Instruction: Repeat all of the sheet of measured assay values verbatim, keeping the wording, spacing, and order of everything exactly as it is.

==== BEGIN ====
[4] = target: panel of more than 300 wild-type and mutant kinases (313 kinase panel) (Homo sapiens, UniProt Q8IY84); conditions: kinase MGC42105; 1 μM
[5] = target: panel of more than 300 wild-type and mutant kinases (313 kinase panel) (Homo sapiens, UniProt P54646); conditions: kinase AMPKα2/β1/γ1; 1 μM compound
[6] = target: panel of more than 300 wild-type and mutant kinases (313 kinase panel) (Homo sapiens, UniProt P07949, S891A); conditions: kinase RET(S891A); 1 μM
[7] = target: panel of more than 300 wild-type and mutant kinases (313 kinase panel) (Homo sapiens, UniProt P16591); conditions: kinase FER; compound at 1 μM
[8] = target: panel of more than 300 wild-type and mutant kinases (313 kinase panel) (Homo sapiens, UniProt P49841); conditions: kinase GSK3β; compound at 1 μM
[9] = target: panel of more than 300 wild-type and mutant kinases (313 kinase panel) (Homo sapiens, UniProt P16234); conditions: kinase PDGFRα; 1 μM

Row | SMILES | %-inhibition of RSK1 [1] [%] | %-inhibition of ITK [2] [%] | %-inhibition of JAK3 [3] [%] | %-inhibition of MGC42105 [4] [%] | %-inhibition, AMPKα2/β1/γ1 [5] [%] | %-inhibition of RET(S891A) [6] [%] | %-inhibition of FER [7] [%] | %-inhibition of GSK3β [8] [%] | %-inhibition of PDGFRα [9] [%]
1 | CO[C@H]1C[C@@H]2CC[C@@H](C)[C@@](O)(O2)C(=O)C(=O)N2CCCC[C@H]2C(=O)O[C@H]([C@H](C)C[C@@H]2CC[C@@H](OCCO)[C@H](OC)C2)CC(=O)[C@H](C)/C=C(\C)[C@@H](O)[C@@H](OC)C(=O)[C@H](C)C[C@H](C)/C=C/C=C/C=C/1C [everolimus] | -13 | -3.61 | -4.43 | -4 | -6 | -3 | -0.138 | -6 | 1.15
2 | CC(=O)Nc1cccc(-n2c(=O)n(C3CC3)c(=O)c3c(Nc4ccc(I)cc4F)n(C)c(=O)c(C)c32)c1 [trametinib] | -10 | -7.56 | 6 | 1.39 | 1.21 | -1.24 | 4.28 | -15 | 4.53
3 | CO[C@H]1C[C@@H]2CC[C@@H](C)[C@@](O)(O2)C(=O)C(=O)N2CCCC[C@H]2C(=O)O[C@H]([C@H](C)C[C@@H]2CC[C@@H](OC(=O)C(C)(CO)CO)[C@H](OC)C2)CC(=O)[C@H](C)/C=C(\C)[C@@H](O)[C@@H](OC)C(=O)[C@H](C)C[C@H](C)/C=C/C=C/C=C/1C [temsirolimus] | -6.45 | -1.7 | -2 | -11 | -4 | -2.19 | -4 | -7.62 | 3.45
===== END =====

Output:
[4] = target: panel of more than 300 wild-type and mutant kinases (313 kinase panel) (Homo sapiens, UniProt Q8IY84); conditions: kinase MGC42105; 1 μM
[5] = target: panel of more than 300 wild-type and mutant kinases (313 kinase panel) (Homo sapiens, UniProt P54646); conditions: kinase AMPKα2/β1/γ1; 1 μM compound
[6] = target: panel of more than 300 wild-type and mutant kinases (313 kinase panel) (Homo sapiens, UniProt P07949, S891A); conditions: kinase RET(S891A); 1 μM
[7] = target: panel of more than 300 wild-type and mutant kinases (313 kinase panel) (Homo sapiens, UniProt P16591); conditions: kinase FER; compound at 1 μM
[8] = target: panel of more than 300 wild-type and mutant kinases (313 kinase panel) (Homo sapiens, UniProt P49841); conditions: kinase GSK3β; compound at 1 μM
[9] = target: panel of more than 300 wild-type and mutant kinases (313 kinase panel) (Homo sapiens, UniProt P16234); conditions: kinase PDGFRα; 1 μM

Row | SMILES | %-inhibition of RSK1 [1] [%] | %-inhibition of ITK [2] [%] | %-inhibition of JAK3 [3] [%] | %-inhibition of MGC42105 [4] [%] | %-inhibition, AMPKα2/β1/γ1 [5] [%] | %-inhibition of RET(S891A) [6] [%] | %-inhibition of FER [7] [%] | %-inhibition of GSK3β [8] [%] | %-inhibition of PDGFRα [9] [%]
1 | CO[C@H]1C[C@@H]2CC[C@@H](C)[C@@](O)(O2)C(=O)C(=O)N2CCCC[C@H]2C(=O)O[C@H]([C@H](C)C[C@@H]2CC[C@@H](OCCO)[C@H](OC)C2)CC(=O)[C@H](C)/C=C(\C)[C@@H](O)[C@@H](OC)C(=O)[C@H](C)C[C@H](C)/C=C/C=C/C=C/1C [everolimus] | -13 | -3.61 | -4.43 | -4 | -6 | -3 | -0.138 | -6 | 1.15
2 | CC(=O)Nc1cccc(-n2c(=O)n(C3CC3)c(=O)c3c(Nc4ccc(I)cc4F)n(C)c(=O)c(C)c32)c1 [trametinib] | -10 | -7.56 | 6 | 1.39 | 1.21 | -1.24 | 4.28 | -15 | 4.53
3 | CO[C@H]1C[C@@H]2CC[C@@H](C)[C@@](O)(O2)C(=O)C(=O)N2CCCC[C@H]2C(=O)O[C@H]([C@H](C)C[C@@H]2CC[C@@H](OC(=O)C(C)(CO)CO)[C@H](OC)C2)CC(=O)[C@H](C)/C=C(\C)[C@@H](O)[C@@H](OC)C(=O)[C@H](C)C[C@H](C)/C=C/C=C/C=C/1C [temsirolimus] | -6.45 | -1.7 | -2 | -11 | -4 | -2.19 | -4 | -7.62 | 3.45